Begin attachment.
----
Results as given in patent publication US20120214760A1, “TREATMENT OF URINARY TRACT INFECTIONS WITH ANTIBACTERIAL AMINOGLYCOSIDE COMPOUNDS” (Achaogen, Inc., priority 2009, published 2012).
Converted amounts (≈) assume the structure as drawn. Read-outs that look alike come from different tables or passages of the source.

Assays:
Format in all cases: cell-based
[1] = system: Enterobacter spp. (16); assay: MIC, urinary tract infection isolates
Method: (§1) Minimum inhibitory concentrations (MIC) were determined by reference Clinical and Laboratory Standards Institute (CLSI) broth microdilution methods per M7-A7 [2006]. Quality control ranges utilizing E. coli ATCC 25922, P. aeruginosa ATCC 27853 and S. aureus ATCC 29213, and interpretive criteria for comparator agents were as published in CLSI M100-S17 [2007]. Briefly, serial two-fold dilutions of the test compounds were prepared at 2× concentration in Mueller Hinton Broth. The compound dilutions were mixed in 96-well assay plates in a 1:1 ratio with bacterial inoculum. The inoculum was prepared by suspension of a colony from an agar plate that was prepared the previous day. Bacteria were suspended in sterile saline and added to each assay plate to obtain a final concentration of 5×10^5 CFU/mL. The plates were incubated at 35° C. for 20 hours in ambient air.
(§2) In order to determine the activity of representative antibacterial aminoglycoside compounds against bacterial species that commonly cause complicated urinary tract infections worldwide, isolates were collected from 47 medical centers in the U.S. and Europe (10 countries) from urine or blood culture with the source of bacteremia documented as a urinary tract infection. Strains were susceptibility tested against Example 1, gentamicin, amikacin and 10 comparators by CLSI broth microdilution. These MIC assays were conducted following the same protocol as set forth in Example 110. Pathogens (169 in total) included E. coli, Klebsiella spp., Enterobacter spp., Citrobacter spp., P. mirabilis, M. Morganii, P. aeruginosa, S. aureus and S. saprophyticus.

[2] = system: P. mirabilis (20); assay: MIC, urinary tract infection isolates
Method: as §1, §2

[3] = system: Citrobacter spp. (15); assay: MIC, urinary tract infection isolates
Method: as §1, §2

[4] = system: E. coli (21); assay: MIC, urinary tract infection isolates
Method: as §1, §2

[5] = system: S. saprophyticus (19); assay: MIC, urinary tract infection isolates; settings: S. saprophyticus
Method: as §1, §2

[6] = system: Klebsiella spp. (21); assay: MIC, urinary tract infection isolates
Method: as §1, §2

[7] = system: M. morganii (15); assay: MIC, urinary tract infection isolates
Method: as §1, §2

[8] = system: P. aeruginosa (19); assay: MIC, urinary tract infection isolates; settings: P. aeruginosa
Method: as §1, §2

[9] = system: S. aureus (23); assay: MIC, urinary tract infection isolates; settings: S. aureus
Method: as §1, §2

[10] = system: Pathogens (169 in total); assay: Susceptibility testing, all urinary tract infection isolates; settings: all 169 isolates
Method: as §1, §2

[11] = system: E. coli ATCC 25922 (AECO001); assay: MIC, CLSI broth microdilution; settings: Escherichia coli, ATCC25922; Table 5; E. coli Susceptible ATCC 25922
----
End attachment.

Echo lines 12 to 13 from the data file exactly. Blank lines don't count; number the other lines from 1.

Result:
[4] = system: E. coli (21); assay: MIC, urinary tract infection isolates
Method: as §1, §2